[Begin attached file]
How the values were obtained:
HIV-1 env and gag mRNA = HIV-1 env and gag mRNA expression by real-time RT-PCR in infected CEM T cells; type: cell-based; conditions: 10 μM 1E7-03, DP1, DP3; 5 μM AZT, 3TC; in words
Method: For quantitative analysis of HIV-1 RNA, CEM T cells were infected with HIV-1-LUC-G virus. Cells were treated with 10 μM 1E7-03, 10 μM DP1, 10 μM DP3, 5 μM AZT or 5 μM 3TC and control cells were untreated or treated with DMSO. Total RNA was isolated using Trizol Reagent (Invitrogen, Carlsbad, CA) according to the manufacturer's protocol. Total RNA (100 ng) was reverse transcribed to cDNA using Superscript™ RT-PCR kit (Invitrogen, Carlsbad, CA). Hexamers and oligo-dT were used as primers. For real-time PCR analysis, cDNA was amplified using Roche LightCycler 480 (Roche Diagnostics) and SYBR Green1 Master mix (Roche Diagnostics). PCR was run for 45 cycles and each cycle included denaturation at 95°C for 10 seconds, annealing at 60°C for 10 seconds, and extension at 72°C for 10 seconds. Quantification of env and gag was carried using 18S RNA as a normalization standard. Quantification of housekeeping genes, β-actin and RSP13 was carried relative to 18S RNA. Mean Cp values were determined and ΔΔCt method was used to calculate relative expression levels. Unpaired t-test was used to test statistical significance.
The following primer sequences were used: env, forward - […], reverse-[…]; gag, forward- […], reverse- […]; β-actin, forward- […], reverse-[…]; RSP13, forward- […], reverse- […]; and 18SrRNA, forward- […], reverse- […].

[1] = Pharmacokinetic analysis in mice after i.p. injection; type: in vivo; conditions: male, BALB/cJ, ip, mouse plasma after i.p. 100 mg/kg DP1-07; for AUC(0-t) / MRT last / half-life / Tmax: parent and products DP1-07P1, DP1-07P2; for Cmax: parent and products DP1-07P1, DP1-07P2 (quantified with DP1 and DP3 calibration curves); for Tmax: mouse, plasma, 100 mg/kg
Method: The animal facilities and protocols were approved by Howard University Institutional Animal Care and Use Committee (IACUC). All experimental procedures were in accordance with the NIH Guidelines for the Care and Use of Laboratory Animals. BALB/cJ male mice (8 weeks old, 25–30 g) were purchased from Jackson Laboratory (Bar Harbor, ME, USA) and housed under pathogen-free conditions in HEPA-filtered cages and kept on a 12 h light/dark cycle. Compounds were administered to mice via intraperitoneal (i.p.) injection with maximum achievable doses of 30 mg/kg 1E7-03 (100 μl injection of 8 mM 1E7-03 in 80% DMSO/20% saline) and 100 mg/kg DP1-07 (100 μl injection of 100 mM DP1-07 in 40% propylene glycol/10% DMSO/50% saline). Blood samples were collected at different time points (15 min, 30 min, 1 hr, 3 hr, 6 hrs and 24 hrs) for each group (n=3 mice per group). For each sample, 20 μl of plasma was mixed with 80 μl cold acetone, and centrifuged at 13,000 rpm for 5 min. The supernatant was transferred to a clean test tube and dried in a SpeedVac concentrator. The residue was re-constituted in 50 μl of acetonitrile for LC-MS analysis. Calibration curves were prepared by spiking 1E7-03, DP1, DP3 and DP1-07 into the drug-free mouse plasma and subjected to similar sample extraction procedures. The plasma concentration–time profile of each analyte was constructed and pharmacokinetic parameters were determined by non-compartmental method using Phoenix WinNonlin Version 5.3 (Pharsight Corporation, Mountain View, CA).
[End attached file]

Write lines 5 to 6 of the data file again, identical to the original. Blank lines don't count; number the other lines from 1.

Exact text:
[1] = Pharmacokinetic analysis in mice after i.p. injection; type: in vivo; conditions: male, BALB/cJ, ip, mouse plasma after i.p. 100 mg/kg DP1-07; for AUC(0-t) / MRT last / half-life / Tmax: parent and products DP1-07P1, DP1-07P2; for Cmax: parent and products DP1-07P1, DP1-07P2 (quantified with DP1 and DP3 calibration curves); for Tmax: mouse, plasma, 100 mg/kg
Method: The animal facilities and protocols were approved by Howard University Institutional Animal Care and Use Committee (IACUC). All experimental procedures were in accordance with the NIH Guidelines for the Care and Use of Laboratory Animals. BALB/cJ male mice (8 weeks old, 25–30 g) were purchased from Jackson Laboratory (Bar Harbor, ME, USA) and housed under pathogen-free conditions in HEPA-filtered cages and kept on a 12 h light/dark cycle. Compounds were administered to mice via intraperitoneal (i.p.) injection with maximum achievable doses of 30 mg/kg 1E7-03 (100 μl injection of 8 mM 1E7-03 in 80% DMSO/20% saline) and 100 mg/kg DP1-07 (100 μl injection of 100 mM DP1-07 in 40% propylene glycol/10% DMSO/50% saline). Blood samples were collected at different time points (15 min, 30 min, 1 hr, 3 hr, 6 hrs and 24 hrs) for each group (n=3 mice per group). For each sample, 20 μl of plasma was mixed with 80 μl cold acetone, and centrifuged at 13,000 rpm for 5 min. The supernatant was transferred to a clean test tube and dried in a SpeedVac concentrator. The residue was re-constituted in 50 μl of acetonitrile for LC-MS analysis. Calibration curves were prepared by spiking 1E7-03, DP1, DP3 and DP1-07 into the drug-free mouse plasma and subjected to similar sample extraction procedures. The plasma concentration–time profile of each analyte was constructed and pharmacokinetic parameters were determined by non-compartmental method using Phoenix WinNonlin Version 5.3 (Pharsight Corporation, Mountain View, CA).